So far, I have been mainly using the tympani in my orchestration of the Pathétique Sonata for the purpose of adding an accent. It might change later on to having a more important role but right now, it is just an accenting instrument. Because of this, I feel that I can give plenty of time for the tympanist to retune the drums if I have to to keep the accent consonant with the rest of the orchestra. I also think that most likely the tympanist would have tympani pedals to raise the note without retuning the instrument. So far, I have been keeping it forte because of its accenting purpose.

But I'm wondering whether it would simply overpower an orchestra that is at piano if the tympani stays at forte. I mean, the distance between the tympani and the woodwinds and strings and the sheer power of the brass makes me think: "No, of course not. It is too far from the more mellow instruments of the strings and the woodwinds to overpower them. Besides, the brass, even at a piano dynamic is very powerful, especially if you include the heavy brass (tuba and trombones) as I do in my orchestration."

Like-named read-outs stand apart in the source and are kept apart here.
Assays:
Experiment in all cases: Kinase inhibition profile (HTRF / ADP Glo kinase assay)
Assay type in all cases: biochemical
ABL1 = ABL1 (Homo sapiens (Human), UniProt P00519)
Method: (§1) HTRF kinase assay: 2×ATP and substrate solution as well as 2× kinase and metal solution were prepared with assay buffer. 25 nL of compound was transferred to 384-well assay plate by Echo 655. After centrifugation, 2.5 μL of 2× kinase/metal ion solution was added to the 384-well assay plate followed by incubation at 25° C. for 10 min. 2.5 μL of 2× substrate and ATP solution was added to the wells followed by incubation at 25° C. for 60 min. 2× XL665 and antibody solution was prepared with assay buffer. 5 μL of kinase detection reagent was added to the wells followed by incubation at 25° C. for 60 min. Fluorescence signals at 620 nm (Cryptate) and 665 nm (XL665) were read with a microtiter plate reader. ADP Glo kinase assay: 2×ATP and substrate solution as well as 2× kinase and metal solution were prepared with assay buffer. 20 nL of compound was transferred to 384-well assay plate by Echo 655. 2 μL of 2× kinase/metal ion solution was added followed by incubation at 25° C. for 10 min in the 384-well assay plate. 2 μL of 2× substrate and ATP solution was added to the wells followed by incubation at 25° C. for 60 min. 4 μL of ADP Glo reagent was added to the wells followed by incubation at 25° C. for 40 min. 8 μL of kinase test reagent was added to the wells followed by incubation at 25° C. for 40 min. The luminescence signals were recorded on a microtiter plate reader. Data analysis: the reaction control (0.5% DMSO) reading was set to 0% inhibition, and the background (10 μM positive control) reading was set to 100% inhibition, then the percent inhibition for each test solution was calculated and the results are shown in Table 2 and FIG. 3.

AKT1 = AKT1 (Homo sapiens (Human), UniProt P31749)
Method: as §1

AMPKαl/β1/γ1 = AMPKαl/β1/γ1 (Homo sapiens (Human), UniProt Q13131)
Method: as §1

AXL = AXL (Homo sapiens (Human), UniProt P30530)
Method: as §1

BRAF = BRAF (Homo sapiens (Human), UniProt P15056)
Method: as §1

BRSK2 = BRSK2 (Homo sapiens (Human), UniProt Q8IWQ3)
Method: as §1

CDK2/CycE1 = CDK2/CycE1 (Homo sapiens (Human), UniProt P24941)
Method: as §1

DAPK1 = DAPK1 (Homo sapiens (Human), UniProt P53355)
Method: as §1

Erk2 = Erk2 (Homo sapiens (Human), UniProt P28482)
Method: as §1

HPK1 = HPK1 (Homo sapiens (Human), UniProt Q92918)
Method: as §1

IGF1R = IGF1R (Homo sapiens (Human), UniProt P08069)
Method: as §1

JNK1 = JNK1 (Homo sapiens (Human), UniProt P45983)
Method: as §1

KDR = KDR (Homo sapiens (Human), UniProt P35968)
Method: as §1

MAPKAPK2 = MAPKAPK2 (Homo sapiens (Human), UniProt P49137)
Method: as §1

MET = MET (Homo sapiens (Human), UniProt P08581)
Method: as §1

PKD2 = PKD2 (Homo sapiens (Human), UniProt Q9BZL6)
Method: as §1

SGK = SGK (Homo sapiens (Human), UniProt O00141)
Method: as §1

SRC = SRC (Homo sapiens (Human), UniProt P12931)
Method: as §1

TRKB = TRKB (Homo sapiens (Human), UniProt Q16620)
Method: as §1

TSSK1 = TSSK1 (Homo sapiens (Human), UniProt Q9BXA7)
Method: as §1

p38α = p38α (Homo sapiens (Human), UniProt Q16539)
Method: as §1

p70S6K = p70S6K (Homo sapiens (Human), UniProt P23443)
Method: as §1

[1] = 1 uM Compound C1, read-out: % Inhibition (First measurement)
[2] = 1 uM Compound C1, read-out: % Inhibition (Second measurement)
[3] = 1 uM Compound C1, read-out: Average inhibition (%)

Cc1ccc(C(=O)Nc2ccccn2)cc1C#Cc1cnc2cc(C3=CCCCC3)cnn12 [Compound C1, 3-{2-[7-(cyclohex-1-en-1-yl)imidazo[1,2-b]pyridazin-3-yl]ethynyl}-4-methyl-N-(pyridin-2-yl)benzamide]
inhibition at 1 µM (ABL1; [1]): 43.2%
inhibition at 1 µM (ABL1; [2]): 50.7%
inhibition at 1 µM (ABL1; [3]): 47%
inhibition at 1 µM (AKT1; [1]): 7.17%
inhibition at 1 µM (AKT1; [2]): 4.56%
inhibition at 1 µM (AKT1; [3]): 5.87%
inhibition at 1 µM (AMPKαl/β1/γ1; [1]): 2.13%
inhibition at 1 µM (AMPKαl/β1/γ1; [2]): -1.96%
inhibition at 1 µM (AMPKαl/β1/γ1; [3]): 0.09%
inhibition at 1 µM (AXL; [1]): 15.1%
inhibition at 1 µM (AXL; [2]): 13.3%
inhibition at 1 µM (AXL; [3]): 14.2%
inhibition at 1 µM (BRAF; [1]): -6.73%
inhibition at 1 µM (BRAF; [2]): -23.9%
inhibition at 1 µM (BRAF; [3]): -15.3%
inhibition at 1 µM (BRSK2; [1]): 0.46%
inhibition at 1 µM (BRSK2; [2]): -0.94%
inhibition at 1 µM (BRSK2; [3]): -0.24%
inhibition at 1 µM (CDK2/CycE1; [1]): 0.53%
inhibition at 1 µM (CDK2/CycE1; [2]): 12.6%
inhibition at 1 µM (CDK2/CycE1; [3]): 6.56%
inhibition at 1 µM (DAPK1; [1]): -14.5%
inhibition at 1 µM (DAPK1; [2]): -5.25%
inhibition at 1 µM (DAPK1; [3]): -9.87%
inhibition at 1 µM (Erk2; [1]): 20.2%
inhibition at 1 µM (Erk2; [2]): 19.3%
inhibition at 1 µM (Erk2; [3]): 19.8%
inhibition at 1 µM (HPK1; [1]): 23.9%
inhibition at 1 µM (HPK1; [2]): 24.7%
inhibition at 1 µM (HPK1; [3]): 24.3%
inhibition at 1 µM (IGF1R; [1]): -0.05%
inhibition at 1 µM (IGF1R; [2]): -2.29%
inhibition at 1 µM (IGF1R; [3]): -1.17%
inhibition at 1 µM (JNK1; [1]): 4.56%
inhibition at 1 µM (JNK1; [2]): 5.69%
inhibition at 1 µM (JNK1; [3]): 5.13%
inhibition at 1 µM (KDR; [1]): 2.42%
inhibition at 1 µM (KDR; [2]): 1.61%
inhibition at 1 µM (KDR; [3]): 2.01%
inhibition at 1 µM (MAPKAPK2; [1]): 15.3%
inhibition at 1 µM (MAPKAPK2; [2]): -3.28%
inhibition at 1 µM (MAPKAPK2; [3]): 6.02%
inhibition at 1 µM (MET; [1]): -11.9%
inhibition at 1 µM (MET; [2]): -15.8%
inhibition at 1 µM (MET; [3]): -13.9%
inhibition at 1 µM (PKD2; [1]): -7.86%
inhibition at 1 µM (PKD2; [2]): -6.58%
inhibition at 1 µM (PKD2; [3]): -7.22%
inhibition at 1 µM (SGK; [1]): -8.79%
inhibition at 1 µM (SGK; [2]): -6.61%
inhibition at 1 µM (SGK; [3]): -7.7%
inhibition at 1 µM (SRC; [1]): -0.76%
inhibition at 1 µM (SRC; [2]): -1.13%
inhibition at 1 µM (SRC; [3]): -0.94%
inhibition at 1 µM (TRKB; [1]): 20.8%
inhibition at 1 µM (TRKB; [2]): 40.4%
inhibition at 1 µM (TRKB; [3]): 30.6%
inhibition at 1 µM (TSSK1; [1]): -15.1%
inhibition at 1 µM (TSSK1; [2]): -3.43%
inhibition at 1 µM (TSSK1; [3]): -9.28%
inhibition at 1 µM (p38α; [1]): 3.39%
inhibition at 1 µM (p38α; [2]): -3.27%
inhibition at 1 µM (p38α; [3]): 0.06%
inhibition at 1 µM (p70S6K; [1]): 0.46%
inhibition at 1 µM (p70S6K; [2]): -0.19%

But, am I right in that assessment? Or should I lower the dynamics of the tympani a bit to something like mezzo piano when the orchestra is at piano so that it still sounds accented, but not overpowering?

  • "tympani pedals to raise the note without retuning the instrument." What does this mean? Aug 6, 2023 at 4:07

1 Answer 1


Yes, timps at forte would dominate an orchestra at piano. Give them the same dynamic as the rest of the orchestra unless you're looking for a special effect. If you want accents, write accents.

If the timps are too loud when seated next to the wind, they're still too loud if seated several yards away. Don't over-think this!

"...tympani pedals to raise the note without retuning the instrument..." More confused thinking I'm afraid. The pedals are HOW the player 'retunes' his kettles.

Trombones can play very loudly, but also very softly.

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